Futureproofing Your Business During A Pandemic

Ride the wave of the boom, but prepare for the bust: how Natalie Moore, company Director at Aconveyancing is futureproofing her business

I consider our industry to be incredibly lucky right now.  Compared to many other sectors, struggling with the final months of furlough and faced with mass redundancies, in stark contrast we are riding the wave of a boom.  It’s not been an easy year and we’ve all adapted to accommodate changes in office and client scenarios.  If Covid-19 has taught us anything, it’s not to take the highs for granted and always be prepared for the worst. Here are the lessons I’ve learnt and take forward with me to prepare myself and my team for the year ahead.

Don’t be afraid to pull the plug when it gets too much

The risk of taking on too much work results in an increased possibility of negligence claims, which in-turn, affects indemnity insurance.  Conveyancing is already a high-risk industry and many insurers avoid it because of the expenses of having to pay out on a claim.   At present, there are only two companies providing indemnity insurance to CLC practices.  I know of firms that have had to close because they have been crippled by extortionate insurance costs. By taking on too much work and not being able to manage it will not only result in regulation intervention and potential disciplinary action.  It also puts the wider industry at risk of not obtaining indemnity.

Don’t be afraid to put a stop on new cases to protect the work you already have and quality of output from your team.  Quality over quantity has never been more important at this time, we need to protect each other and our collective reputation.

Staff are your most valuable asset, treat them that way

It’s not just about laptops and printers, staff wellbeing sits at the heart of any successful business and no one is immune from the multiple stress factors triggered by the current crisis.  Many of my staff are fine with working from home, I’ve always encouraged flexible working.  Some have found the lack of interaction tough on their productivity and mental health. When remote working, I have regular calls with individuals and ensure that everyone in the business has direct access to me personally should they want to chat about anything.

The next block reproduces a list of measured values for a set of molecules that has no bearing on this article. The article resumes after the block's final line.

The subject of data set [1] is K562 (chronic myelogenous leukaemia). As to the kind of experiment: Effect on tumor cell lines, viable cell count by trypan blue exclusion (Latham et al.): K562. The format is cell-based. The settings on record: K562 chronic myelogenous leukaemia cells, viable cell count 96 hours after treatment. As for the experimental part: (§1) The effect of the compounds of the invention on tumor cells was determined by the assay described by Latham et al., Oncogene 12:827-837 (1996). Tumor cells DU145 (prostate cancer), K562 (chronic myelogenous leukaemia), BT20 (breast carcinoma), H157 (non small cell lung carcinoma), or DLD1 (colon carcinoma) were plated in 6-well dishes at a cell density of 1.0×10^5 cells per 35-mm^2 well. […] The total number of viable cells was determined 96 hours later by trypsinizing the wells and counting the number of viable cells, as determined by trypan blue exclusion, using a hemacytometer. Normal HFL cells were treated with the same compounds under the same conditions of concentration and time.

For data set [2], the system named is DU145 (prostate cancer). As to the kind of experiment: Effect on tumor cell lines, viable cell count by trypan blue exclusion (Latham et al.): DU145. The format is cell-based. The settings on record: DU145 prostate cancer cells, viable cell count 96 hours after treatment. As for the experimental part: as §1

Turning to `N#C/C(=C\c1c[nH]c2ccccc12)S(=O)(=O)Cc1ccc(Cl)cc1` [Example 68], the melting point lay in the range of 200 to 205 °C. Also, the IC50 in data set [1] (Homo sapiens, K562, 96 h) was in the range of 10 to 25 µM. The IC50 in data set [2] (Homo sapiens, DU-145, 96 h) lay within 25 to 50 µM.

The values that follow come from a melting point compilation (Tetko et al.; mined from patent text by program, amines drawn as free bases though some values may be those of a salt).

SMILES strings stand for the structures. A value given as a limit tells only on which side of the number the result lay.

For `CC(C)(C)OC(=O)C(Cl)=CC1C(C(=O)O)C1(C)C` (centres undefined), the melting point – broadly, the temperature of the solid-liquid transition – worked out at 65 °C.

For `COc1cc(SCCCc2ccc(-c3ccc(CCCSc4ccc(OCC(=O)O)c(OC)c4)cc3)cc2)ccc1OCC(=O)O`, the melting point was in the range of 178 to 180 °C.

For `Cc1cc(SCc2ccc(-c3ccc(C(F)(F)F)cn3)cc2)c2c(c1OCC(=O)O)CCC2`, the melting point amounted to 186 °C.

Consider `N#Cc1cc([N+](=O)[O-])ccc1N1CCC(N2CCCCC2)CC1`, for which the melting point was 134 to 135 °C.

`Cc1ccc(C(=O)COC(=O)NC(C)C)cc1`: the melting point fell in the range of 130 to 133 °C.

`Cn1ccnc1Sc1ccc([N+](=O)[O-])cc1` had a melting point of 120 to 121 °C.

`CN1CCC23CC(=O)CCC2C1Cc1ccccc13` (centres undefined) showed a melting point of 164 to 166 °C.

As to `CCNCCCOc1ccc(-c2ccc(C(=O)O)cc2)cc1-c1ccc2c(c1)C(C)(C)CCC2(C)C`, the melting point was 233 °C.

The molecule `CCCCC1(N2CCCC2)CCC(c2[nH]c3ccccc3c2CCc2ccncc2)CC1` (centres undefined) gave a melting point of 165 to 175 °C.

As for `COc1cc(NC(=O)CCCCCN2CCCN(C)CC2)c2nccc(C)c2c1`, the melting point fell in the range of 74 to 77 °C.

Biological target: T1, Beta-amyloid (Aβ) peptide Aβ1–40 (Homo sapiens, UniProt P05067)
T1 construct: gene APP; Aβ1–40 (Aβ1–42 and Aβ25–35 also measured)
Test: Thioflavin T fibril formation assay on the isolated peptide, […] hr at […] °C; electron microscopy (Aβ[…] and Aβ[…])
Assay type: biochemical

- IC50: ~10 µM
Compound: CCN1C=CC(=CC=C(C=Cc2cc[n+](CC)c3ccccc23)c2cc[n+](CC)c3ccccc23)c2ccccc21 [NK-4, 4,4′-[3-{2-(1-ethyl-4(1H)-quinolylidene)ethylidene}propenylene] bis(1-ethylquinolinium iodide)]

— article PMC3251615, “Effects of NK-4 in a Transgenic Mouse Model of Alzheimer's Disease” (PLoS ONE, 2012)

We are busier now than ever and that’s great, but the last thing I want is burnt-out employees, especially when there is a risk of a further lockdown and not being able to work closely together in the office. I’m conscious of caseloads increasing and ensuring my fee-earning staff have sufficient administrative and technical support.  Recruitment has an added layer of complexity with Covid-19 restrictions, but we are expanding cautiously and always within the recommended guidelines.

Invest in the best technology available to you

For some reason our industry has always been slow to adopt new technologies, which I have never understood.  We made a big investment in updating our IT structure in January 2020 meaning that we were able to all connect to the shared network regardless of our location.  This enabled flexibility for staff working from home and we were immediately prepared for the lockdown.  The IT improvements also accounted for security around cyber threats and GDPR.  All of my staff have fully functioning, modern laptops which makes life less stressful for them and we invested in desktop printers as we haven’t quite managed to adapt to paperless working – exposing the need for modernisation in our processes and highlighting the necessity for the Land Registry to allow digitally signed documents.

We now know that client meetings don’t always have to take place face-to-face, which is something we hadn’t trialled before as we were committed to offering a personal service.  It’s reassuring to know that when done right, virtual meetings don’t take-away from the relationship we build with clients.

Let the youth step up

During these times, adopting new technology has never been more important and while it’s a cliché, the younger members of my team are often the ones to learn and use these new technologies the quickest.  Now it the time to value our younger team members, let them mentor us, give them the opportunity to adopt new ways of working and take our businesses forward into this new decade.

The past 6 months have been a crash course in adaptation, I could write a list of pros and cons as long as my arm but I’m trying to stick with what we can constructively learn from.  I’ve reflected on our values, taken on a mentor who has helped me navigate our next business steps.   I’m confident we’ll come out of this stronger as a team and stronger industry prepared for any situation.

Natalie Moore is founder and Director at Aconveyancing, with offices based in Tamworth and Solihull, www.aconveyancing.com.

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